Postcard views of Notre Dame


Chemistry Hall, (now the Crowley Hall of Music) in a vintage 1909 postcard. It was the site of many of Father Nieuwlandís chemistry experiments.


The following description of the Rockne Memorial Building is from the superb guide book, Notre Dame, the Official Campus Guide, by Damaine Vonada. It's available in the book section at:

Chemistry Hall (Crowley Hall of Music)

Until 1916, this two-story building was a three-story building. That's when a chemistry experiment gone awry caused an explosive phosphorus fire. The sparks not only cost the hall its top floor, but also prompted the construction of a dedicated chemistry building (now Riley Hall). Probably no classroom building on campus has been recycled as many times as Crowley Hall. It was originally used for engineering, then pressed into service for chemistry, pharmacy, architecture, law, psychology, and music, and at one point it a military recreation center. As the hallís identity shifted, so did its name. The aliases began with Institute of Technology, then changed to Hoynes College of Law, and finally ended with Crowley Hall of Music in 1976.

One of Notre Dame's oldest structures, this rather dainty-looking brick building is located near the southeast corner of Main Quad and was built in 1893. It was another one of Father Zahmís pet projects, and he worked with Brother Harding to design a proper facility for engineering students. The engineers quickly outgrew this hall, and after they vacated it 1900s, the succession of diverse tenants began. In the mid-1970s, the hall was adapted for the last time when it was outfitted with studios and rehearsal rooms to become the newest home of Notre Dameís expanding Department of Music. This fine tuning occurred courtesy of John B. Caron, class of 1945, a New York industrialist and university trustee. His gift was made in memory of his brother-in-law, Patrick F. Crowley, a Chicago attorney who was graduated from Notre Dame in 1933. Mr. Crowley and his wife Patricia played a principal role in founding the international Christian Family Movement, and in 1966, they were the first couple ever to receive the university's Laetare Medal.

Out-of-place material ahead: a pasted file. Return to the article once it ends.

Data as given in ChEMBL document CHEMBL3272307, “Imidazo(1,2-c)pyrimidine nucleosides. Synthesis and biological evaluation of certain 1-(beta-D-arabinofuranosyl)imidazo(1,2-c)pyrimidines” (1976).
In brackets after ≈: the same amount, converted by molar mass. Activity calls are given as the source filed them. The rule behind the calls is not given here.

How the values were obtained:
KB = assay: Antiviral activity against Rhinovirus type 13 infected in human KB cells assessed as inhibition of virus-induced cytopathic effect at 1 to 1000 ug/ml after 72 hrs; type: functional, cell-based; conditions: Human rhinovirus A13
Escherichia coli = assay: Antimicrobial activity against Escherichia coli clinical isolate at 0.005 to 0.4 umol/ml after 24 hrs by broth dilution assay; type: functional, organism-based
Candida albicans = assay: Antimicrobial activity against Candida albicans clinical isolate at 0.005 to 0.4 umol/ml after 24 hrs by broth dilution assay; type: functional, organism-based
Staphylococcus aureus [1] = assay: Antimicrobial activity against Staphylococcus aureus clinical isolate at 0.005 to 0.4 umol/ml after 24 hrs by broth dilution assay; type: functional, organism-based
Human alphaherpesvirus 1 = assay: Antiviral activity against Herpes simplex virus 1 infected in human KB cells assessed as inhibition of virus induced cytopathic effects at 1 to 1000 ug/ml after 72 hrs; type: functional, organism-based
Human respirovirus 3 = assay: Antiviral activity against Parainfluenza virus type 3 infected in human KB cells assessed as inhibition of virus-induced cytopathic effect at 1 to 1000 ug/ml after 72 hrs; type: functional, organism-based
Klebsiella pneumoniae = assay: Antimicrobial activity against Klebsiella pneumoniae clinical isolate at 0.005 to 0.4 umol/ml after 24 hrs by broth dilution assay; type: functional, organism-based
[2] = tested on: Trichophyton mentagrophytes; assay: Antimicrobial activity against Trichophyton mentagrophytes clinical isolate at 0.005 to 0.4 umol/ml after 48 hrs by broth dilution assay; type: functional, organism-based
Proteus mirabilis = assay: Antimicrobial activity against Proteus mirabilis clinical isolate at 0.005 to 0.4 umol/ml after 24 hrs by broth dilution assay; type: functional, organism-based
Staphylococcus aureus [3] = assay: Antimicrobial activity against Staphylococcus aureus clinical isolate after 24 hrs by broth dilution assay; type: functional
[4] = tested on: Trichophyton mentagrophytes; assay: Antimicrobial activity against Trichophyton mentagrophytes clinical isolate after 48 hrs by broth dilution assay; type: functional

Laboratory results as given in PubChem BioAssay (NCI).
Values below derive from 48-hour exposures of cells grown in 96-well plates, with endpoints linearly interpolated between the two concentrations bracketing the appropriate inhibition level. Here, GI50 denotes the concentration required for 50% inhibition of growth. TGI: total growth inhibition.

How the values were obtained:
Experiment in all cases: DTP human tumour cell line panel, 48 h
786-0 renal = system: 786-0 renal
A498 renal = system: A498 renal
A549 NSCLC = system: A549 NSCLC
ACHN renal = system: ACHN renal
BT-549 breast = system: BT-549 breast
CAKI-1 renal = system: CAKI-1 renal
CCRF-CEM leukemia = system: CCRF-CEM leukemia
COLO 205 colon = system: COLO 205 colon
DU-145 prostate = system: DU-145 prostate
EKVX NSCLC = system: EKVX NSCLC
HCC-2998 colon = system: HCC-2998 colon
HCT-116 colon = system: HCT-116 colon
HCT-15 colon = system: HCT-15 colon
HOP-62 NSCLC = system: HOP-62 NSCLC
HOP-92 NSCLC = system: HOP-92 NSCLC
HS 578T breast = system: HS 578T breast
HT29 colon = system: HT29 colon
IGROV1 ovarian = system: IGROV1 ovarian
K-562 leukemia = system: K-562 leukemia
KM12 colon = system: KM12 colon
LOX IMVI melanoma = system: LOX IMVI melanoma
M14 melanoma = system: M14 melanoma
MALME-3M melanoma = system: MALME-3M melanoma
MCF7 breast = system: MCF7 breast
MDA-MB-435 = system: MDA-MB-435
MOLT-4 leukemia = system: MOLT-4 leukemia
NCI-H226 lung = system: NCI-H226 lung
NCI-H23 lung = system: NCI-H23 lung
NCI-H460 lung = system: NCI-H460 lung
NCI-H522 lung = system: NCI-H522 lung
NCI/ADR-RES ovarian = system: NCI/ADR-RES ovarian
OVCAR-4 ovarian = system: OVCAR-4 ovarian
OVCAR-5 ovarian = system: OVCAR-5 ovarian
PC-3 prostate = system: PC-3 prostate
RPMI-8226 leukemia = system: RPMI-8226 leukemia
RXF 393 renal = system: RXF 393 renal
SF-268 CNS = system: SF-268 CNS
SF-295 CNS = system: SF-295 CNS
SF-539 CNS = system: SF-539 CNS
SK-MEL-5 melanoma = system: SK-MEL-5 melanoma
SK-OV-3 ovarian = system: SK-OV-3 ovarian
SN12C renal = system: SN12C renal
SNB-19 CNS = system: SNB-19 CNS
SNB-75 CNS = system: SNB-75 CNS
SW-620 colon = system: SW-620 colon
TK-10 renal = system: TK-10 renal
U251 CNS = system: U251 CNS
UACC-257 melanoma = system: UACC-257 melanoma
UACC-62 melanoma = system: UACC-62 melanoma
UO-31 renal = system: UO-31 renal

The Department of Music has a 150-year history that can be traced to the beginnings of the university. Music, in fact, was so important to Notre Dame's founders that a music hall was one of the first major buildings they constructed on campus. That 1846 hall, like so many of Notre Dame's early buildings, was lost to fire, but music instruction at the university would both survive and continue to thrive, particularly in the area of sacred and liturgical music. With the university's introducing a fine arts requirement and going co- ed in the 1970s, the music department grew rapidly and is now renowned for its many first-rate performing groups. The two oldest of those groups, incidentally, also happen to be the most famous: the Glee Club, founded in 1915, and the Marching Band, which started circa 1846.




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